I agree with Dunlevy on the importance of tagging quarterbacks with needless sacks they take. So often, the line is blamed or unofficially "charged" a sack that could have been easily avoided. I've made this argument before and will continue to beat that drum until someone finally listens.
Luck cannot be blamed for every sack in 2012, but it's fair to believe that, moving forward, managing the pass rush is something he needs to do better.
The biggest and most popular derision of Luck has to do with his interception numbers in his rookie season. Of course, this ignores the fact that Luck's teammates and scheme rarely helped him out in this regard.
Even worse, it ignores the fact that Luck's touchdown to interception ratio (23:18) was on par with the first full-year campaigns of both New England Patriots quarterback Tom Brady (18:12) and Colts legend Peyton Manning (26:28).
Again, this doesn't absolve Luck of any blame for his high interception number. It does, however, put that number into context. The full story is that Luck's ability to cut into those interception numbers in his second season could portend greatness in his future. Knowing his high level of natural talent and his fantastic command of the game, odds are high that he makes good on that potential.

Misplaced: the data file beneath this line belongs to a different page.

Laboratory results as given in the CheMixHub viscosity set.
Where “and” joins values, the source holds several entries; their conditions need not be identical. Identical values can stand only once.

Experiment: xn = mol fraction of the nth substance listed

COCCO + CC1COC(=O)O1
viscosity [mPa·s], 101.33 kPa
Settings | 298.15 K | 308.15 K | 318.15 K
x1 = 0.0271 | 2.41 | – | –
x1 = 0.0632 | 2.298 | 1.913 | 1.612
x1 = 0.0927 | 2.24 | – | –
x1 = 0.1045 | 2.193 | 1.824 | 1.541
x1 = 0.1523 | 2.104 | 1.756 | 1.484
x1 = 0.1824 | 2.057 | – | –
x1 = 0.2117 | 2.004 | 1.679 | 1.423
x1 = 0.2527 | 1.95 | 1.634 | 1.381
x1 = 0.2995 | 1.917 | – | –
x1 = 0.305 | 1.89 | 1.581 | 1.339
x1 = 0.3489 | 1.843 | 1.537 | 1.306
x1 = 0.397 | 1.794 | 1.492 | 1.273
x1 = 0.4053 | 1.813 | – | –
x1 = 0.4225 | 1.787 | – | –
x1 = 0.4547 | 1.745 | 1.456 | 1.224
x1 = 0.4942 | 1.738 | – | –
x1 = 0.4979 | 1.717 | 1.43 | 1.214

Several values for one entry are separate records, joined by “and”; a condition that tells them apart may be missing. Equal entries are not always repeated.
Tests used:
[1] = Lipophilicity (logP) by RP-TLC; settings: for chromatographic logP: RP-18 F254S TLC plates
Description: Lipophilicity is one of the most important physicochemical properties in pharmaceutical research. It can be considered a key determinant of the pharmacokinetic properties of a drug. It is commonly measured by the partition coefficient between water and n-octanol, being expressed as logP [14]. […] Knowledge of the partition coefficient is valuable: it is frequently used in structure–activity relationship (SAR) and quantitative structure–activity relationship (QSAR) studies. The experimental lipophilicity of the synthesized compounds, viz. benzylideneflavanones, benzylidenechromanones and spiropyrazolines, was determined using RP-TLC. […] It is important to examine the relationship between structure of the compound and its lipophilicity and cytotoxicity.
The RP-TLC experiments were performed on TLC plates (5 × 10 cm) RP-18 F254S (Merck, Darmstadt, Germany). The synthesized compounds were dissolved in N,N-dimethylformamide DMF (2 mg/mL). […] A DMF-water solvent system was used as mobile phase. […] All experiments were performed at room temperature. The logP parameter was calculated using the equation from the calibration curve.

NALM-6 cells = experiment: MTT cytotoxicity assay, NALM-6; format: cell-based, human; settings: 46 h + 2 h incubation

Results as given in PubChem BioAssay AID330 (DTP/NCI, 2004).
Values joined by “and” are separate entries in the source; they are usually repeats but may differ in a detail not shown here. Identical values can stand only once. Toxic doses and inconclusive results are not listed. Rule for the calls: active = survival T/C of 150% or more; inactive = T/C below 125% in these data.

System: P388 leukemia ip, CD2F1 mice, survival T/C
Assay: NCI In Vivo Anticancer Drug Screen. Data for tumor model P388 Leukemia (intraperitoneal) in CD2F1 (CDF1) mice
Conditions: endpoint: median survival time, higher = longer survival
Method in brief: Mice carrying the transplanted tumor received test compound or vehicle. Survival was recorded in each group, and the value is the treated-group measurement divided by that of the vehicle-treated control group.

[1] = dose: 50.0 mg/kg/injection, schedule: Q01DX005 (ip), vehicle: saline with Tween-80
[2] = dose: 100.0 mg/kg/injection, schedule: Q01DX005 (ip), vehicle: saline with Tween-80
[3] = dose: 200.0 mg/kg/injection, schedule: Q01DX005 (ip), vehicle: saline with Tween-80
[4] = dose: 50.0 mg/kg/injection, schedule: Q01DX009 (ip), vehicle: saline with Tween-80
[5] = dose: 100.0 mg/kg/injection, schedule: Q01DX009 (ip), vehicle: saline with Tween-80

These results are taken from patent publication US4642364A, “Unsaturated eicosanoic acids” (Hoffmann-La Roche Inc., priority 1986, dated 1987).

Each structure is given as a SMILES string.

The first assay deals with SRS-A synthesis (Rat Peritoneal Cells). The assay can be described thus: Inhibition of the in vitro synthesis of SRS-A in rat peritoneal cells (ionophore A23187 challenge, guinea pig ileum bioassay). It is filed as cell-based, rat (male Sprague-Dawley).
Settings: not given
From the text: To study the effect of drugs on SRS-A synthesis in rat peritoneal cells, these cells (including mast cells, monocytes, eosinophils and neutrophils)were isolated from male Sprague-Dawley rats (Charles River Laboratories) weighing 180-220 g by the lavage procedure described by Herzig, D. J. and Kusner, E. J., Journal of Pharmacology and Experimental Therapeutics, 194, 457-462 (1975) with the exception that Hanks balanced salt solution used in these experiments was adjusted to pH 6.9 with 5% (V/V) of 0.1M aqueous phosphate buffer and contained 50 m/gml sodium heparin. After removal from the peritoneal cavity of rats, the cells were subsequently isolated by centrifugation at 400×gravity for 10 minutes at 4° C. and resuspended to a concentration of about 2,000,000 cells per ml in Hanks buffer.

The most troubling scouting point for Luck over the course of my film study was a "paralysis by analysis" when it came to making plays with either his arm or his legs.
Dunlevy and I went around and around on this point, as he tended to blame the coaching staff for reining in Luck's running ability while I recognized the coaches' role but ultimately hold him responsible for the the plays he makes or leaves on the field: